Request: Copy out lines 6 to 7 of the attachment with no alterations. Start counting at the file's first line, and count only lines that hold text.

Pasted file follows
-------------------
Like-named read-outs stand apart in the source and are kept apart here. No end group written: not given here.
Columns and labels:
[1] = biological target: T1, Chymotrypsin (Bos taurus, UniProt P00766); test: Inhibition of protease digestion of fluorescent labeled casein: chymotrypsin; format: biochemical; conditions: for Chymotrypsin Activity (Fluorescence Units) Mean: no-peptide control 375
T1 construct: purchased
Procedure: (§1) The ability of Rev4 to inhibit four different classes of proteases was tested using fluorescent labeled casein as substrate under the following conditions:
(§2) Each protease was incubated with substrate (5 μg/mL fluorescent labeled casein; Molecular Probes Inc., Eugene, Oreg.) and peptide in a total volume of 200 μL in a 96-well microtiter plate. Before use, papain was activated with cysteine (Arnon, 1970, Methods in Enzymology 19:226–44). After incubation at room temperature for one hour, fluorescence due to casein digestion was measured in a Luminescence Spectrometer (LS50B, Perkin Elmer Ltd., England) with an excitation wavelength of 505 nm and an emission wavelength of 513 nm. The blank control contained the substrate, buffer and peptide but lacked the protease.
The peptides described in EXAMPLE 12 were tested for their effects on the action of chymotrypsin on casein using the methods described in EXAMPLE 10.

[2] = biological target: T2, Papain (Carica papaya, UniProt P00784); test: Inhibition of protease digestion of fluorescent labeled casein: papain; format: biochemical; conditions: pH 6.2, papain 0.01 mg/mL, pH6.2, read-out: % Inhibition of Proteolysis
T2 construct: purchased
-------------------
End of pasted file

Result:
(§2) Each protease was incubated with substrate (5 μg/mL fluorescent labeled casein; Molecular Probes Inc., Eugene, Oreg.) and peptide in a total volume of 200 μL in a 96-well microtiter plate. Before use, papain was activated with cysteine (Arnon, 1970, Methods in Enzymology 19:226–44). After incubation at room temperature for one hour, fluorescence due to casein digestion was measured in a Luminescence Spectrometer (LS50B, Perkin Elmer Ltd., England) with an excitation wavelength of 505 nm and an emission wavelength of 513 nm. The blank control contained the substrate, buffer and peptide but lacked the protease.
The peptides described in EXAMPLE 12 were tested for their effects on the action of chymotrypsin on casein using the methods described in EXAMPLE 10.